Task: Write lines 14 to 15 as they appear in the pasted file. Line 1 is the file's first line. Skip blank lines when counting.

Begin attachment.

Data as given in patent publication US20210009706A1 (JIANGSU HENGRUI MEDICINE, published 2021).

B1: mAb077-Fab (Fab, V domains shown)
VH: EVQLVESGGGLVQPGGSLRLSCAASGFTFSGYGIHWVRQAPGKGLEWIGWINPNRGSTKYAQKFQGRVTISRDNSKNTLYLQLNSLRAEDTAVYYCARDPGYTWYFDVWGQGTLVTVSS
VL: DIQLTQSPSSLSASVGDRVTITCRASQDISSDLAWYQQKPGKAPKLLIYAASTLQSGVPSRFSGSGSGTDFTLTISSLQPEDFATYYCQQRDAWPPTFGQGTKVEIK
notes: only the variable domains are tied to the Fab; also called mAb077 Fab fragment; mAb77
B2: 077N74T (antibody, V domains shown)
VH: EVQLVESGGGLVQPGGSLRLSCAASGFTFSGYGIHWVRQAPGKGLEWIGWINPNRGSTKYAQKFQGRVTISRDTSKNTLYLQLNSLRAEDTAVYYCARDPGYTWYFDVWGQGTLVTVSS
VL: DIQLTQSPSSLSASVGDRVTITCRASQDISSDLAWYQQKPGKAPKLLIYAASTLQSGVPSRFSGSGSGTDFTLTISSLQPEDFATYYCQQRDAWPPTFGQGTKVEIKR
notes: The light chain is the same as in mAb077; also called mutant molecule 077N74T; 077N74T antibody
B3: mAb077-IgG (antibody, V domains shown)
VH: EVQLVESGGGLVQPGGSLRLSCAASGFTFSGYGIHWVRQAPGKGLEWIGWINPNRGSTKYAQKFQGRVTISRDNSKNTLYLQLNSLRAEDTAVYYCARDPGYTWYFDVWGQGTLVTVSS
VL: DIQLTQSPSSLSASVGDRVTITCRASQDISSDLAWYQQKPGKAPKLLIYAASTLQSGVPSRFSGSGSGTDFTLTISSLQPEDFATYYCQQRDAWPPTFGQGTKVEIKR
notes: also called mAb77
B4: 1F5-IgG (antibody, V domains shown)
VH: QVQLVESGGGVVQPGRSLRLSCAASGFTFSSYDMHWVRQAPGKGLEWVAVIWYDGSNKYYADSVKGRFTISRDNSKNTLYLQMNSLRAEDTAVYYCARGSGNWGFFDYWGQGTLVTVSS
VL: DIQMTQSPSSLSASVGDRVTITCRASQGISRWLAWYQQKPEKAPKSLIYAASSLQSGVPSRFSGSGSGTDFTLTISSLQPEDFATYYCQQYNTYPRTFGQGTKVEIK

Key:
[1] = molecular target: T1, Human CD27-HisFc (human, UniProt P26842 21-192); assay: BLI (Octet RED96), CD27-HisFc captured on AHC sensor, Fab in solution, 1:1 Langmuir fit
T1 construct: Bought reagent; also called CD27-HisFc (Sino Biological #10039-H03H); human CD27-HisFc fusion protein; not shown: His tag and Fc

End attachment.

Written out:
B4: 1F5-IgG (antibody, V domains shown)
VH: QVQLVESGGGVVQPGRSLRLSCAASGFTFSSYDMHWVRQAPGKGLEWVAVIWYDGSNKYYADSVKGRFTISRDNSKNTLYLQMNSLRAEDTAVYYCARGSGNWGFFDYWGQGTLVTVSS